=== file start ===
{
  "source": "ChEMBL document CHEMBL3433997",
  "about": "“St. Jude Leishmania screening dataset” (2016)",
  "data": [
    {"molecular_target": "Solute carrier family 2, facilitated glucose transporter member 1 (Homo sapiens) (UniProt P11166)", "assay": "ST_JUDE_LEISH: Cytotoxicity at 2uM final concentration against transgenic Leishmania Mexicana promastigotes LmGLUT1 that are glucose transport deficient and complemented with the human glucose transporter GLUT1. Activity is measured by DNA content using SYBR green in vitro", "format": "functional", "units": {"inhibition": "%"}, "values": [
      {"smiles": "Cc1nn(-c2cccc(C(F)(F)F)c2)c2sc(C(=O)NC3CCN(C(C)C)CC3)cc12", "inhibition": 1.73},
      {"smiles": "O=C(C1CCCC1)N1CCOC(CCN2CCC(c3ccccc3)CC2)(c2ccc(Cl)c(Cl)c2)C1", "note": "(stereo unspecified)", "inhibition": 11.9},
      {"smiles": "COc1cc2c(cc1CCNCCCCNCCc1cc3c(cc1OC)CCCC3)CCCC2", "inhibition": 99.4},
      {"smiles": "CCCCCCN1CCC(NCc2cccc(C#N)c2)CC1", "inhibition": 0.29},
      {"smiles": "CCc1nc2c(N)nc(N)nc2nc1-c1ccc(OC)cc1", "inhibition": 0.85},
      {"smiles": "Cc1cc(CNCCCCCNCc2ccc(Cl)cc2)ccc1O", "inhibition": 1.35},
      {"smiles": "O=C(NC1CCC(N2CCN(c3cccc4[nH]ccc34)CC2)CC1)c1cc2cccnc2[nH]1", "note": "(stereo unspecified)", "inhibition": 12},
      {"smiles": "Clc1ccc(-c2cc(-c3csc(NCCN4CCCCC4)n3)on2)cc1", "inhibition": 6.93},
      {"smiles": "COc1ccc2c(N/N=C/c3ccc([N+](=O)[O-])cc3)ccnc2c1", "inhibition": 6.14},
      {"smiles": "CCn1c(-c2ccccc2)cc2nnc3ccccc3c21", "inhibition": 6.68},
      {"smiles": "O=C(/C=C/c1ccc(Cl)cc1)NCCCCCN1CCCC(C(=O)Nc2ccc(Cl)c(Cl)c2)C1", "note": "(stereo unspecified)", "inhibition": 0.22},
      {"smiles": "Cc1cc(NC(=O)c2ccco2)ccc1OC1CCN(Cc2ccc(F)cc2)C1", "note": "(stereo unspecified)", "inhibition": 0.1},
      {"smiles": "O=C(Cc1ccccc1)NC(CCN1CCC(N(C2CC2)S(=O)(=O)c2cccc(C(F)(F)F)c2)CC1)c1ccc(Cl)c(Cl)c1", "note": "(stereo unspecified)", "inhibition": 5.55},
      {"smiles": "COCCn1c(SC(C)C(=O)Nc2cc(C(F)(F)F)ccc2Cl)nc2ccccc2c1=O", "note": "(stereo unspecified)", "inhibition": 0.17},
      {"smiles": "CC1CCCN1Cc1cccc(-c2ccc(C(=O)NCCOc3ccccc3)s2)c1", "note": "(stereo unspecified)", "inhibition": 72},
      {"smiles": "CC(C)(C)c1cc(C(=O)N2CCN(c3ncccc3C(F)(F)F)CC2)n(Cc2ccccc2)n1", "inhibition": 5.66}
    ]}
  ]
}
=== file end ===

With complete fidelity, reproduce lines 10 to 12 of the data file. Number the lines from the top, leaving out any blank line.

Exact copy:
      {"smiles": "CCc1nc2c(N)nc(N)nc2nc1-c1ccc(OC)cc1", "inhibition": 0.85},
      {"smiles": "Cc1cc(CNCCCCCNCc2ccc(Cl)cc2)ccc1O", "inhibition": 1.35},
      {"smiles": "O=C(NC1CCC(N2CCN(c3cccc4[nH]ccc34)CC2)CC1)c1cc2cccnc2[nH]1", "note": "(stereo unspecified)", "inhibition": 12},